We played in the Senior Games in San Antonio on April 10th, and our pitcher (who is a solid defensive player) had some rockets hit at him by some players who should have known better. On of my concerns as a manager is to protect my players (especially my pitcher). One of the issue that has not been addressed is teams that are playing in the lower ratings (AA & AAA) and have major and major plus players on their rosters.I would suggest that all tournament directors screened each team roster to ensure that all teams are in compliance.
April 20, 2010
Capt Kirk
408 posts
IS: On of my concerns
SB: One of my concerns
April 20, 2010
Omar Khayyam
994 posts
Gary33, the answer to where screens could be placed might differ from association to association. In my league, since the purpose is to protect the pitcher, the screen is placed wherever the pitcher wants it (within reason) and the pitcher moves it.

Some pitchers place it in front of their body and only their pitching arm sticks out. Others like it close to the rubber. I like it about 6 feet in front of the rubber and to the side so I can field balls at me and for safety reasons, I only step behind the screen if there is a sun problem or the hitter is a slugger with a known propensity to zoom it up the middle.

In tournament play, it would probably have to be lined up in proximity to the rubber and/or where the pitcher is pitching from. Say, max of six feet in front of pitcher and max of 1 foot to left or right (it is not intended to be a barrier for a hit to second base or shortstop).

Those who hate screens, like Dirty, will not like the practicality of this and will imagine all kind of scenarios where it is "unfair."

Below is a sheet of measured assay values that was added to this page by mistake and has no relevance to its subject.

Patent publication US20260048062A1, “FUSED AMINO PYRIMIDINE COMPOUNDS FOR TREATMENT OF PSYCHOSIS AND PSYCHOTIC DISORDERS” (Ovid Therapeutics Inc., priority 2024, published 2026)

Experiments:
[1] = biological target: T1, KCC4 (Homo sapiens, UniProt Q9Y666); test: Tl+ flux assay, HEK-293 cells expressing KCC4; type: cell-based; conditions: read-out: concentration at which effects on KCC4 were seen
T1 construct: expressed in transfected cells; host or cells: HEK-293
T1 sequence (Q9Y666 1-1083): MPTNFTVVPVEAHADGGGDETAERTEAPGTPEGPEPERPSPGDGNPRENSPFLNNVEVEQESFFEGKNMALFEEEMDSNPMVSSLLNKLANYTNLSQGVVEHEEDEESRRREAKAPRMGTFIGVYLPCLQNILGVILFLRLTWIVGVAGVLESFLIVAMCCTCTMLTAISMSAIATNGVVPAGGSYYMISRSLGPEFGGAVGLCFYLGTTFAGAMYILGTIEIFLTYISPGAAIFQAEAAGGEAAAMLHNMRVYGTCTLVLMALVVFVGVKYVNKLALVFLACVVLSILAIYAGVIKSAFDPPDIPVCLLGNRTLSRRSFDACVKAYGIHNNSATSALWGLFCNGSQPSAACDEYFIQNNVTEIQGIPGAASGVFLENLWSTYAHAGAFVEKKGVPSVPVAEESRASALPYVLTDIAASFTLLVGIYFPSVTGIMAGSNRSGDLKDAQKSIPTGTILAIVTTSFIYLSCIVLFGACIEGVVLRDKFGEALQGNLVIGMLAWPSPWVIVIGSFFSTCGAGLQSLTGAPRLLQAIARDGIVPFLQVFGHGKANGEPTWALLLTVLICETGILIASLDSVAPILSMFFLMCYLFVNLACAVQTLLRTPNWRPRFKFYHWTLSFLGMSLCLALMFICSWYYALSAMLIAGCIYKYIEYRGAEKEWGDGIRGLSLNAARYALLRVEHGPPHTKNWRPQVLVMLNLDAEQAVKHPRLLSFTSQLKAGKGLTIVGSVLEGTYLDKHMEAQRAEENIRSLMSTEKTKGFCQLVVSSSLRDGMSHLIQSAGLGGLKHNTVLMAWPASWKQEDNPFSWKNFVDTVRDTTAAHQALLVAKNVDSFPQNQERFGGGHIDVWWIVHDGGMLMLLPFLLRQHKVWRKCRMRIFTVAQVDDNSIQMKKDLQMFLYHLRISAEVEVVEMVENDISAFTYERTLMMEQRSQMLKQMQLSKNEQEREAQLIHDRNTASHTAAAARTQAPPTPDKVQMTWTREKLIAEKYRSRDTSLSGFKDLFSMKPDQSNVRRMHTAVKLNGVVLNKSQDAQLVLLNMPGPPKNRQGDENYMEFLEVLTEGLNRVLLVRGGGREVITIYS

As most posters know, I am not a screen advocate as much as one who wants to see the end of senior bats and a return to the balanced game of just a decade ago.
April 21, 2010
Gary33
143 posts
Dirty and # 6 Go ahead and mock but I hope neither one of you take one off the skull and lay in a hospital fighting for your life. This could happen with any bat and ball combo not just Senior bats. Omar Khayyam thanks for your answer. As to Dirty's comments as always have no value.
April 21, 2010
Dirty
Men's 50
1375 posts
It's a sport, we assume the risk. If you aren't willing to, play checkers.

And how do you advocate a rule that you don't know how it works?

Keep changing the game to feed your ego! Attaboy!
April 21, 2010
#6
Men's 60
1183 posts
Gary33,
I trully believe you want the game safer, and all of us should. But we take chances everyday of our life when we wake up and walk out the door.
Life's if full of chances.
I don't ever want to see "anyone" hurt !

GOOD LUCK THIS SEASON !
April 21, 2010
E4/E6
Men's 60
850 posts
Anyone have a stat on how many serious injuries have taken place to pitchers Pre Senior Bat and since their introduction? Is it not an issue?
How many were from line drives or hops?

Add in advancing age, slower reaction.

How many balls have been hit in those periods? How many back thru the middle?
Sheer numbers alone and the law of average will proably prevail when it comes to being hit.

April 21, 2010
Dirty
Men's 50
1375 posts
And E4, my guess is that average would be VERY low.
April 21, 2010
stick8
1282 posts
Gary no one I know in all of softball wishes anyone to get drilled in the head and be hospitalized. But if your that concerned about protecting pitchers then it might be a good idea to strongly encourage pitchers to buy safety masks. Companies do make them specifically for slow pitch softball. Every year you see more and more pitchers opting for this.
April 21, 2010
E4/E6
Men's 60
850 posts
If a rule needs to be added or changed, I would much rather see mandatory protection gear ruled on then a screen.
Or cool off the ball. We know the bats arent going away.
April 21, 2010
Airbosn
Men's 65
321 posts
E4/E6,
The below listed material(s) are there for your reading pleasure.

American Academy of Orthopaedic Surgeons

Through the public information link on the AAOS home page (www.aaos.org), you can access fact sheets on injury prevention for many popular sports, including baseball. AAOS's phone number is 1-800-346-2267.